Amid continued strained bilateral ties, the government has put on hold its decision to provide fresh yen loans to China for fiscal 2005, Foreign Ministry officials said Thursday.
The government traditionally approves the fiscal year’s new yen-loan projects for China in March, the last month of the fiscal year, but will put the decision on hold, the officials said.
The move appears to be an attempt to put pressure on Beijing to resolve the strained relationship between the two countries, observers said.
Senior Vice Foreign Minister Yasuhisa Shiozaki reportedly announced the ministry’s position to a foreign affairs policy meeting of the ruling Liberal Democratic Party earlier in the day.
Yuji Miyamoto, new ambassador to China, spoke of the suspension during an interview Thursday with The Japan Times.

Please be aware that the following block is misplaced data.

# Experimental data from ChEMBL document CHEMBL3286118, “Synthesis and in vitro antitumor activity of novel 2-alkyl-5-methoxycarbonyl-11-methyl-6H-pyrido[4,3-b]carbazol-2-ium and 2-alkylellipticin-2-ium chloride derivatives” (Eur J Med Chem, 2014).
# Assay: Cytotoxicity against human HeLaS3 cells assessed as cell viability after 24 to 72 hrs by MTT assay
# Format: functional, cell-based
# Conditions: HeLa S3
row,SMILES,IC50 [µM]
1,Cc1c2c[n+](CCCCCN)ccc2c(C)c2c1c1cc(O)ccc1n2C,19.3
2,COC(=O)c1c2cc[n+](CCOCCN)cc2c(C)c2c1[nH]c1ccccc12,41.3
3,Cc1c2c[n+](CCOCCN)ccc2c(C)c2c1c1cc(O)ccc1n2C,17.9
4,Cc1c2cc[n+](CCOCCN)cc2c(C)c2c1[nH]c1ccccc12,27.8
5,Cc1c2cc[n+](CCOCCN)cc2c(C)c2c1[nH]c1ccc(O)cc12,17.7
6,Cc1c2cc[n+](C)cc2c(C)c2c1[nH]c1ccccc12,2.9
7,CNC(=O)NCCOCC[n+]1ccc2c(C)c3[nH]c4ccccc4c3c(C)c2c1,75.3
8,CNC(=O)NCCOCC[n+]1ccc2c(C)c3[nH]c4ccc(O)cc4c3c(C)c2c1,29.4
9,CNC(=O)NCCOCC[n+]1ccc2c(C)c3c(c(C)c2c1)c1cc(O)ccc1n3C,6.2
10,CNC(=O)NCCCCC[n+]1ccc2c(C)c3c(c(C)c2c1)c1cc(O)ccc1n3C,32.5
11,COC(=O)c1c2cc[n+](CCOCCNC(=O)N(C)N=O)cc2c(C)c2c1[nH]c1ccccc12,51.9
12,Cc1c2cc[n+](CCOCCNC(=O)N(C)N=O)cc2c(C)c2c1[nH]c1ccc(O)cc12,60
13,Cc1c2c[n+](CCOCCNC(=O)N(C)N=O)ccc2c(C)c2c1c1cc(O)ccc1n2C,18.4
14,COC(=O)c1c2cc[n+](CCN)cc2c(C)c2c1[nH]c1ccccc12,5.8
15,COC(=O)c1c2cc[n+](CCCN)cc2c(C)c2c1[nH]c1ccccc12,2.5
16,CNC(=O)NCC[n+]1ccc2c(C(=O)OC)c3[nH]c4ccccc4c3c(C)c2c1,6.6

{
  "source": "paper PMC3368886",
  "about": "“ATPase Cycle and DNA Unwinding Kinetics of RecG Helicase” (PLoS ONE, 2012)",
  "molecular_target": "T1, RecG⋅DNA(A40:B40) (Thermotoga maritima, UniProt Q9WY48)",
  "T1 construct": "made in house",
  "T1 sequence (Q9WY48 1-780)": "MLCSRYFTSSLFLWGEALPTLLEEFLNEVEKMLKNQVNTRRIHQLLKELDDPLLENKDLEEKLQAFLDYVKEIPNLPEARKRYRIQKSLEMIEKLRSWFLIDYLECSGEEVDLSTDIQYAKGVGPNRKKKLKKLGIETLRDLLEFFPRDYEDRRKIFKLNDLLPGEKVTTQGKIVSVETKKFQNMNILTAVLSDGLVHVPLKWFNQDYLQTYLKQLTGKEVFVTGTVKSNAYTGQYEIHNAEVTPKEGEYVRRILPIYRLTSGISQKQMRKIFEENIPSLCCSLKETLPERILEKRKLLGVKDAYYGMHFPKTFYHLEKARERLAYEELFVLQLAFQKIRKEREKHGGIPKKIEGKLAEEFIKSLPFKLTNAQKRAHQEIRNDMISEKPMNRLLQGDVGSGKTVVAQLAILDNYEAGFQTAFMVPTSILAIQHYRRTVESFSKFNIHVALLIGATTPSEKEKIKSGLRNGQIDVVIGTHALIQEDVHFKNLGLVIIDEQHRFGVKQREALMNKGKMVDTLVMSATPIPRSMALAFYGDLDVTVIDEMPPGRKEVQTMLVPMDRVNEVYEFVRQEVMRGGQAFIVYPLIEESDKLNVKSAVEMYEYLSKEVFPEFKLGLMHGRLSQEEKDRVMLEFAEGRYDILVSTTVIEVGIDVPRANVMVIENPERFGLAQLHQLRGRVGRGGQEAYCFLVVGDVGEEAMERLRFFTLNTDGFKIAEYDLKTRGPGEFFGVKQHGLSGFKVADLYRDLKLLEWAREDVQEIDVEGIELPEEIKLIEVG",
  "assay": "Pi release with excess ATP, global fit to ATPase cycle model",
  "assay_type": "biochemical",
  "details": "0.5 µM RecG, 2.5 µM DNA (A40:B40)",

“A decision (on new yen-loan projects) will be made after various factors, including assessments by diplomatic authorities and those of the ruling parties, are fully taken into account,” said Miyamoto, who will take up his post in Beijing on April 10.
Miyamoto would not elaborate, but said the Foreign Ministry made the decision “after considering several (recent) situations” involving the two nations.
Bilateral tensions are at their highest in decades. The diplomatic rift has been caused in part by a row over drilling for oil and gas in a disputed area of the East China Sea and Prime Minister Junichiro Koizumi’s repeated visits to the war-related Yasukuni Shrine in Tokyo.
Tokyo and Beijing already have agreed to phase out all new yen loans by 2008, the year of the Beijing Olympics. Many Diet members have pressured the government to cut aid to China, arguing the Asian giant has been growing both economically and militarily.
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